.net, Azure

Load your work items into Azure DevOps Boards with .NET

This post is about how to write a .NET application to move workitems from another source (e.g. JIRA, Excel etc) into Azure Boards in Azure DevOps, and a Nuget package I’ve built to hopefully make it a bit easier for anyone else doing this as well.

So here’s a problem…

Let’s say you’ve convinced your boss to move your projects to Azure Devops – great! You’re happy, and your team are happy, but before you can really start, there’s still some work to be done – migration of all the historical project data from your existing company systems….

Maybe your company has its own custom story/issue/bug tracking system (maybe it’s JIRA, maybe it’s Mantis, or something else), and you don’t want to lose or archive all that valuable content. You want to load all that content in your project’s Azure Board as well – how do you do that?

Use .NET with Azure Boards to solve this problem

I had exactly this problem recently – my project’s history was exported into one big CSV file, and I needed to get it into Azure Boards. I had loads of fields which I needed to keep and I don’t want to lose all this…

…so I ‘.NET’ted  my way out of trouble.

A bit of searching on the internet also leads me to the option of bulk loading using Excel and the TFS Standalone Office Integration pack, but I’m a programmer and I prefer the flexibility of using code. Though, y’know, YMMV.

excel link

First I created a .NET Framework console application, and added a couple of NuGet packages for Azure DevOps:

Install-Package Microsoft.TeamFoundationServer.Client
Install-Package Microsoft.VisualStudio.Services.Client

These are both projects that target .NET Framework, so I can’t use .NET Core for this yet.

With these included in my application, I now have access to objects which allow me to connect to Azure DevOps through .NET, and also connect to a work item client that allows me to perform create/read/update/delete operations on work items in my project’s board.

It’s pretty easy to load up my project history CSV into a list in a .NET application, so I knew I had all the puzzle pieces to solve this problem, I just needed to put them together.

In order to connect to Azure DevOps and add items using .NET, I used:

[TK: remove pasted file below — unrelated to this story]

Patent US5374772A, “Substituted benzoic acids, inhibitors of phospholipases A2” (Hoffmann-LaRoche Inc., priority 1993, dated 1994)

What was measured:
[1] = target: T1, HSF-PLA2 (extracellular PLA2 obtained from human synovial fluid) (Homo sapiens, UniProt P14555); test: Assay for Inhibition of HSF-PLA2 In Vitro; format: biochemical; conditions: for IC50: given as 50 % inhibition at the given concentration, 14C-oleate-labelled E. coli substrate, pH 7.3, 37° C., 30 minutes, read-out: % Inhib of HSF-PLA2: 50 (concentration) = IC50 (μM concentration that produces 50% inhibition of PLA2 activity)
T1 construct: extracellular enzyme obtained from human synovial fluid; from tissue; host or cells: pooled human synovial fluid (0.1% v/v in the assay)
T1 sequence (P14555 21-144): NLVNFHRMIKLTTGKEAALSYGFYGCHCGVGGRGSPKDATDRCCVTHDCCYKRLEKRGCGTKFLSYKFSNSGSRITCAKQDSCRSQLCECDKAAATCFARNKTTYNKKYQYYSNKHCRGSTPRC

• The name of the project I want to add work items to – my project codename is “Corvette
  • The Url of my Azure DevOps instance – http://dev.azure.com/jeremylindsay
  • My personal access token.

If you’ve not generated a personal access token in Azure DevOps before, check this link out for details on how to do it – it’s really straightforward from the Azure DevOps portal:

https://docs.microsoft.com/en-us/azure/devops/organizations/accounts/use-personal-access-tokens-to-authenticate?view=vsts

I can now use the code below to connect to AzureDevOps and create a work item client.

var uri = new Uri("http://dev.azure.com/jeremylindsay");
var personalAccessToken = "[***my access token***]";
var projectName = "Corvette";
 
var credentials = new VssBasicCredential("", personalAccessToken);
 
var connection = new VssConnection(uri, credentials);
var workItemTrackingHttpClient = connection.GetClient<WorkItemTrackingHttpClient>();

Next, I need to create what is basically a list of name and value pairs which describes the name of the work item field (e.g. title, description etc), and the value that I want to put in that field.

This link below describes the fields you can access through code:

https://docs.microsoft.com/en-us/azure/devops/reference/xml/reportable-fields-reference?view=vsts

It’s a little bit more complex than a normal dictionaries or other key-value pair objects in .NET but not that difficult. The work item client uses custom objects called JsonPatchDocuments and JsonPatchOperations. Also, the names of the fields are not intuitive out of the box, but given all that, I can still create a work item in .NET using the code below:

var bug = new JsonPatchDocument
{
    new JsonPatchOperation()
    {
        Operation = Operation.Add,
        Path = "/fields/System.Title",
        Value = "Spelling mistake on the home page"
    },
    new JsonPatchOperation()
    {
        Operation = Operation.Add,
        Path = "/fields/Microsoft.VSTS.TCM.ReproSteps",
        Value = "Log in, look at the home page - there is a spelling mistake."